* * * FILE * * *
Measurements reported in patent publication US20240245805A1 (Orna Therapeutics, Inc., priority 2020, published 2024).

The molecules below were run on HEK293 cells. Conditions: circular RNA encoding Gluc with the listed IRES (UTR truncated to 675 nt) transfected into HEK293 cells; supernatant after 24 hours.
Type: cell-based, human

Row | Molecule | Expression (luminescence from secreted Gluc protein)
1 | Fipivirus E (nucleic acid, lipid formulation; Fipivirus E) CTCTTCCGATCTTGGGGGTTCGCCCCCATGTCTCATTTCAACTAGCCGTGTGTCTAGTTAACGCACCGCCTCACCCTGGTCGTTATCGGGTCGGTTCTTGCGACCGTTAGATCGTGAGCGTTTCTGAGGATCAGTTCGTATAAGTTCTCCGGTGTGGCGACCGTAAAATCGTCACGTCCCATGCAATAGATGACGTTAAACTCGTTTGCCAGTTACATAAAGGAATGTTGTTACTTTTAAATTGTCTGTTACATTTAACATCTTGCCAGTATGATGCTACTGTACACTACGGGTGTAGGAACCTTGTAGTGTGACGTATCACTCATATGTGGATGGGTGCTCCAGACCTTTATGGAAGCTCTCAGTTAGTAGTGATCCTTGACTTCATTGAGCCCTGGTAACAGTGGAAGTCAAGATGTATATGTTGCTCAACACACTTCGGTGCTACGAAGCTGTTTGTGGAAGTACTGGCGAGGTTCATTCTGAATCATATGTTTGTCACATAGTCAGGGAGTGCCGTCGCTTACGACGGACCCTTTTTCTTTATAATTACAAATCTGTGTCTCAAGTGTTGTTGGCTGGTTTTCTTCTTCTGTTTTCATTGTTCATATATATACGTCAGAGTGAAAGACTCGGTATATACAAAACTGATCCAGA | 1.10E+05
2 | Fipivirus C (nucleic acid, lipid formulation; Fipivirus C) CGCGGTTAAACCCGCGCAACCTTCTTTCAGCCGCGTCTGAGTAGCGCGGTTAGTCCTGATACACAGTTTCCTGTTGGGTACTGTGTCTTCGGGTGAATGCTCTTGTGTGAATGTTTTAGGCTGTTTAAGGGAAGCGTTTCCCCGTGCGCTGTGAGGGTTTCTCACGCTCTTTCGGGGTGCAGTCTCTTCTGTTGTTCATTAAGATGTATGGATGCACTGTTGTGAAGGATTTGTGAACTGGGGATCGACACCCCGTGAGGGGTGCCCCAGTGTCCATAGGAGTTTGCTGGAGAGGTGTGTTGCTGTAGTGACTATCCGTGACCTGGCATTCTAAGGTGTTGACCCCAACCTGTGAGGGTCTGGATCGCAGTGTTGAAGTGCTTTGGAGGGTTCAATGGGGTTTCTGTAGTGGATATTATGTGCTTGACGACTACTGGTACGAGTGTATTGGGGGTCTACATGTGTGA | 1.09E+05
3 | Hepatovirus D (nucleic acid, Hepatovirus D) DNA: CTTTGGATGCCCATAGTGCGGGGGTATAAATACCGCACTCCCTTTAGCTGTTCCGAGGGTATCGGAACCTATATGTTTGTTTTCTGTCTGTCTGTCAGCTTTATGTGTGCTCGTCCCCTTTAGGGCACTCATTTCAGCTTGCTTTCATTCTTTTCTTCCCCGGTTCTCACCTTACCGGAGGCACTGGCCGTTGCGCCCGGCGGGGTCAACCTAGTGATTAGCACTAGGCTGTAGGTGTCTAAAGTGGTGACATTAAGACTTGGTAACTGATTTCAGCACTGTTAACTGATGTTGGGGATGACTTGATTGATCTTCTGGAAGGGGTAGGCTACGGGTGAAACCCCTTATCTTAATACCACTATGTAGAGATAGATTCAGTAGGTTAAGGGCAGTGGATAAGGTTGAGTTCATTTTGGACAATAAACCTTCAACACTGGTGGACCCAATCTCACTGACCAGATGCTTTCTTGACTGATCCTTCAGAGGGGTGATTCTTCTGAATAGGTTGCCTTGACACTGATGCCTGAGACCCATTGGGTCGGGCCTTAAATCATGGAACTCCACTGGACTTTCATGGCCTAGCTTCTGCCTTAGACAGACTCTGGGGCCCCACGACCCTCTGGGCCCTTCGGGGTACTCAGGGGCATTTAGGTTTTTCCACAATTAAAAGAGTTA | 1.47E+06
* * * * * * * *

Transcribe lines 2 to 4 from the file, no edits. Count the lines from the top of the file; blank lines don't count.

The molecules below were run on HEK293 cells. Conditions: circular RNA encoding Gluc with the listed IRES (UTR truncated to 675 nt) transfected into HEK293 cells; supernatant after 24 hours.
Type: cell-based, human

Row | Molecule | Expression (luminescence from secreted Gluc protein)